After that we can talk about whether or not we have to change the formula. But, that is only possible – or necessary – after a sponsor is found, so you can sit down and also see what the sponsors expect.” 

Rodrigo Pessoa:

“I really believe in the Nations Cup-series, and the pride of representing your country. Working as a team is something that is really special. I am sure that the FEI is taking the situation seriously and is doing their best to find a new sponsor.

Historically, the Nations Cup is so important and it is the oldest product of the FEI. For the moment they are suffering, because the FEI has not been able to secure a new sponsor after the departure of Furusiyya. Nations Cups are hurting comparing to LGCT and other major events, that have done a great job putting the money together and are offering a very good product.

As a Chef d’Equipe, it is not easy to convince the riders to come and compete because of the clashes between the events. Economically, the CSIO-NC shows are not very good. We don’t want to make it all about the money, but money is important – that is what makes the stables run.

I think we are at a cross roads of a lot of major decisions. Every week when you go to the Nations Cups, you see it again and again: How the format of four with a drop score is really, really exciting. It keeps people in the game when something goes wrong.

For example: In La Baule we had a thriller when Bosty fell off, but in the end France found themselves in the jump-off for the victory, and they ended up winning – who would have thought that an hour earlier?”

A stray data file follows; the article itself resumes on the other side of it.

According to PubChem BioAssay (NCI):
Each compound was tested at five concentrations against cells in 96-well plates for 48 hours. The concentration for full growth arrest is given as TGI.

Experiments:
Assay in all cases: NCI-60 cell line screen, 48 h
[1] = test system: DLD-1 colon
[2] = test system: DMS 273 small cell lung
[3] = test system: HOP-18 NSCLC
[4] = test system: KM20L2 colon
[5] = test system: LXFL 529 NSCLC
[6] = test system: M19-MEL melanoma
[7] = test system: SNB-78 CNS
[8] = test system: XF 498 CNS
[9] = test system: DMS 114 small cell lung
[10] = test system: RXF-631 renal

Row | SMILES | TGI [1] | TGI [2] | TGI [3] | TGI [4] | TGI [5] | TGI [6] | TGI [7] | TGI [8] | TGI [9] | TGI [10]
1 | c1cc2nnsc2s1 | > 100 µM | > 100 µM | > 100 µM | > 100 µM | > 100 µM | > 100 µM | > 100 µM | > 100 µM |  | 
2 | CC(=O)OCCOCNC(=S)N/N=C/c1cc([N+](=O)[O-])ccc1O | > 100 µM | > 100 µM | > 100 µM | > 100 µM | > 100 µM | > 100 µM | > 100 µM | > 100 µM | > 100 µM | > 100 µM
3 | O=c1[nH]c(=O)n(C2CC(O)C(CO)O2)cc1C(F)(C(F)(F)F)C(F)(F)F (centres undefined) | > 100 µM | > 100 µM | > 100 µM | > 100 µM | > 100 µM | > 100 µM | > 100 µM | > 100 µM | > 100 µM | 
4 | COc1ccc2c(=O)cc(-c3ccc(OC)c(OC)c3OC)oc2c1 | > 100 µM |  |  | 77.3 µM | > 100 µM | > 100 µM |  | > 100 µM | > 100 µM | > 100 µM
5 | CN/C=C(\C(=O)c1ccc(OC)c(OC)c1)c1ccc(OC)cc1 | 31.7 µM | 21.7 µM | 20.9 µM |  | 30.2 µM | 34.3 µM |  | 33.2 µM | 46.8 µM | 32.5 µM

Rob Ehrens:

“We have to be really strict on keeping the Nations Cups’ status very high – it is a very interesting competition. Also in our small country, we feel the importance of this competition. When we go to places like La Baule or Rome, it gives a tremendous feeling of team spirit and that is what the sport is all about.

We have to make sure we keep it in this formula, and we have to make sure that we raise the prize money. Probably we also need to do something about the ranking points – maybe the riders could get more points if they go double clear? It is very important that we keep working on bringing the Nations Cups up.

This is my 13th year as a Chef d’Equipe for the seniors in Holland. What we saw in the past, was that there were many changes and not in a positive way. We made a lot of mistakes in the past: Starting with eight countries, going back to ten – not good enough, going back to eight. Constant changes must be banned – you need one situation!

For example, we have to make the rules very clear to everybody. Four riders starting with the drop score, that has been for a hundred years and everybody knows that – that is clear. If I look into the results for a LGCT, I get confused – I don’t know what is happening anymore. Our biggest mission should be to make the format of the Nations Cups very clear and simple to understand – once and for all. I believe that at the moment we have a great format!

I had the riders for La Baule picked out very early, because the riders needed to know early enough to be able to make a good plan for themselves and their horses. For me, it is not difficult to get the riders into the team and I am happy with that.”

 


Text © World of Showjumping by Nanna Nieminen // Pictures © Jenny Abrahamsson